BOSTON (NEWSnet/AP) — Drivers for ride-hailing companies in Massachusetts are pushing a ballot proposal that could win them union rights if approved.

Supporters of the measure delivered the final batch of signatures needed to land a spot on the November ballot.

It comes despite a settlement in June guaranteeing that Uber and Lyft drivers will get a minimum pay standard of $32.50 per hour in Massachusetts.

April Verrett, president of Service Employees International Union, said Uber and Lyft drivers working in the state deserve the collective bargaining benefit of a union.

Verrett said labor laws aren’t written to consider gig workers, something the ballot question would begin to address in Massachusetts if voters support it.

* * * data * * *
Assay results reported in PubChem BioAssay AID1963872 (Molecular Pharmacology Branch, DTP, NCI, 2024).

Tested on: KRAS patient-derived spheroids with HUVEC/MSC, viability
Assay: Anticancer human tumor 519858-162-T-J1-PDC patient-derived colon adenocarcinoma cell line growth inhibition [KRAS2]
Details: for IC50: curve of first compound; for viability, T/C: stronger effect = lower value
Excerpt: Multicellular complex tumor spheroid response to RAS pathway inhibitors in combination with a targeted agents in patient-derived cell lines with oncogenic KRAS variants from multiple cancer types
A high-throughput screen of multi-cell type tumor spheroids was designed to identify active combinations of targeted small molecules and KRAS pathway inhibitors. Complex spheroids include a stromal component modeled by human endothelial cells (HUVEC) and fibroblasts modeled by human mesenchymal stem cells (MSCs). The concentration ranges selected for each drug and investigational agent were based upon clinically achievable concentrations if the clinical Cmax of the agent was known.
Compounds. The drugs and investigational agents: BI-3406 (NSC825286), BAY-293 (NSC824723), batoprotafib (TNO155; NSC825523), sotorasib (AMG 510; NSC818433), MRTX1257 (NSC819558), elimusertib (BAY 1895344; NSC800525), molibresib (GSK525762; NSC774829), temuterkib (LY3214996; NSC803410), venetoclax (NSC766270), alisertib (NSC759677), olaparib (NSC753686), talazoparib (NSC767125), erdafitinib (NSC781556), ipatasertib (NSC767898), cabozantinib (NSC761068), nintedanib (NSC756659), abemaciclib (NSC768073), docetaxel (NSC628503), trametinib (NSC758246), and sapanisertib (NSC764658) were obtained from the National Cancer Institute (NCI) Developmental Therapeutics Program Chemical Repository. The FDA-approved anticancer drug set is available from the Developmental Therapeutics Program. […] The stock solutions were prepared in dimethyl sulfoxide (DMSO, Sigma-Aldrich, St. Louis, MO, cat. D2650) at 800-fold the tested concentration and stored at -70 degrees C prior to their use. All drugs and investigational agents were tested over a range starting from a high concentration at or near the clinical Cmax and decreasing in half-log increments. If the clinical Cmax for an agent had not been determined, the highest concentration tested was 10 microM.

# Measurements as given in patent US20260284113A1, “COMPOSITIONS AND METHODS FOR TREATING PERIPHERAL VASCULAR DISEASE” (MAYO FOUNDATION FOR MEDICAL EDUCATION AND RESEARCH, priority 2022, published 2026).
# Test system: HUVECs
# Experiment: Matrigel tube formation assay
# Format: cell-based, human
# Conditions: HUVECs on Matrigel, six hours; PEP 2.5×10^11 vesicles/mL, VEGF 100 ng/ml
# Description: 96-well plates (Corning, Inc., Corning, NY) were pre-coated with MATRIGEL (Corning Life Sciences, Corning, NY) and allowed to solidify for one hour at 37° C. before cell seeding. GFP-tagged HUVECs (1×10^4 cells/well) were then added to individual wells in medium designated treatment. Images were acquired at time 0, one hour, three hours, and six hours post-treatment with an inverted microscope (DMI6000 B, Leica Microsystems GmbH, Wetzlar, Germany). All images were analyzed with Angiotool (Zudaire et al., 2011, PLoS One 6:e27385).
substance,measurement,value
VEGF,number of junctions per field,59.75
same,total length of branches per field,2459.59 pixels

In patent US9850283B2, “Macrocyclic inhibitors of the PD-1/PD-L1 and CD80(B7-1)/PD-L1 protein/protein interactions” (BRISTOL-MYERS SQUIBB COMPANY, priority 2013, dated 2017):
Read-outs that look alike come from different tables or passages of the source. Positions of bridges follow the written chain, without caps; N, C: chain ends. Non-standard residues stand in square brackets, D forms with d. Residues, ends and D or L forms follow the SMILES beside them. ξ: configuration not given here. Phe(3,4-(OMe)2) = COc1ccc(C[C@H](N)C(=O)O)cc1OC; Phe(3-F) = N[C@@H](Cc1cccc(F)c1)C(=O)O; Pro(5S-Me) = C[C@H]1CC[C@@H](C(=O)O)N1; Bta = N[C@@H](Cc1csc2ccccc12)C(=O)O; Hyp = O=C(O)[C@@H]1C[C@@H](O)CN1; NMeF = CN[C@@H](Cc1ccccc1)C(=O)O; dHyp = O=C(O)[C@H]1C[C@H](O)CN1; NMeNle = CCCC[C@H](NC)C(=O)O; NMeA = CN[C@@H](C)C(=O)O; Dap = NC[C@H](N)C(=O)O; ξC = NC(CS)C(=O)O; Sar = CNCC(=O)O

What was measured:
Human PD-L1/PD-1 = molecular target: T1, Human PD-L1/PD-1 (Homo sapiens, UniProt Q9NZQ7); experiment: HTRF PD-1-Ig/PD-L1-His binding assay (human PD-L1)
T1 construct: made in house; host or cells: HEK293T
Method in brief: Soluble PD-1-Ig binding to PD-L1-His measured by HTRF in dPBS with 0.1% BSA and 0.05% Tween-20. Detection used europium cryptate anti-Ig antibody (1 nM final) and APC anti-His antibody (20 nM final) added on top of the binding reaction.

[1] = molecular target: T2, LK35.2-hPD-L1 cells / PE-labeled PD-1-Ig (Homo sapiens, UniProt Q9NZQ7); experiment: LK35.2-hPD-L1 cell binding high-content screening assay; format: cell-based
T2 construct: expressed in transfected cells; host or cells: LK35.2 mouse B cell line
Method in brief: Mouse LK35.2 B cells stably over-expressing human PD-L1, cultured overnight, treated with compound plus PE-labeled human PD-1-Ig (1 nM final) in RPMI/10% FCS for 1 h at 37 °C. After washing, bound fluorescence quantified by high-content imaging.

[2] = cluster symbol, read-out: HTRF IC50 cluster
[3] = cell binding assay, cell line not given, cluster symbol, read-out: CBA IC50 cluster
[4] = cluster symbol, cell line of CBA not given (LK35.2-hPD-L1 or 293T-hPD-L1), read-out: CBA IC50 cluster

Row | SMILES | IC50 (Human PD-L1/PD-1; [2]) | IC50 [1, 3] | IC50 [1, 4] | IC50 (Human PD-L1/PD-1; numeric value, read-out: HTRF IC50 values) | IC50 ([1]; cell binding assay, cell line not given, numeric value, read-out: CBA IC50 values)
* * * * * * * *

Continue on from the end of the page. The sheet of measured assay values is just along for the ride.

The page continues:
The ballot question, if approved, would define “active drivers” as those who completed more than the median number of rides in the previous six months.

After a union signs 5% of active drivers in a bargaining unit, it would get a list of eligible workers and block any other union from being recognized without an election.

If a union then signs 25% of the eligible voters in a bargaining unit, it becomes the certified bargaining representative, unless another union or a “no-union” group comes forward within seven days with signed cards from at least 25% of eligible voters. 

Kelly Cobb-Lemire, an organizer with Massachusetts Drivers United, said other app-based workers including delivery drivers, are left out of the ballot question.

She said her group is urging lawmakers to approve a bill that enshrines full employee rights for all app workers and includes a path to unionization for everyone.

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